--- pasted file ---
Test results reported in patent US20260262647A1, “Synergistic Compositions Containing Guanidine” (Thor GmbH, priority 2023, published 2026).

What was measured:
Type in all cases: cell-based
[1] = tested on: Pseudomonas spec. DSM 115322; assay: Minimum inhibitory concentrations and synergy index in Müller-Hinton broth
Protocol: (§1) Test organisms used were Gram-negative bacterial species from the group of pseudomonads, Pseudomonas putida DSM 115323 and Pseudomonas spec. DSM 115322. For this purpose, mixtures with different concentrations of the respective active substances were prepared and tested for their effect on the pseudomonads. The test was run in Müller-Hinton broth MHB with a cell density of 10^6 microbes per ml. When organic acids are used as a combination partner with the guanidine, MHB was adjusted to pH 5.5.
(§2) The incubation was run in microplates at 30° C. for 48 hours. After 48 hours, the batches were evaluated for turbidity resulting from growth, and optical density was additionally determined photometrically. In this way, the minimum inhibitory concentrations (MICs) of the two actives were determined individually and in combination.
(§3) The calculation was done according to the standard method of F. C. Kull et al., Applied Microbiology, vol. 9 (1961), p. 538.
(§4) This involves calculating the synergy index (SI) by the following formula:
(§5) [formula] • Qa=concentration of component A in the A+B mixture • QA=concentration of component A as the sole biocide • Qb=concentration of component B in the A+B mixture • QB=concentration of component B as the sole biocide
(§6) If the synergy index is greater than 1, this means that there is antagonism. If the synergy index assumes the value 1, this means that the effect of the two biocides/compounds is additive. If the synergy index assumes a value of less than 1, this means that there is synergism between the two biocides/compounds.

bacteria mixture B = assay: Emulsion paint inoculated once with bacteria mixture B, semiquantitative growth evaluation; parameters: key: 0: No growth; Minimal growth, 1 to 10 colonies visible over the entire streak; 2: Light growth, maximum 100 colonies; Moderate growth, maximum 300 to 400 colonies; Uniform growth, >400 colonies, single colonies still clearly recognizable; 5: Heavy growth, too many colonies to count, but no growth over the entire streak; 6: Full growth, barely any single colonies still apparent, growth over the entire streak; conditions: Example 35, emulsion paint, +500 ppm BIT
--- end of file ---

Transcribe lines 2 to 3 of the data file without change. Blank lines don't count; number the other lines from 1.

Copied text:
What was measured:
Type in all cases: cell-based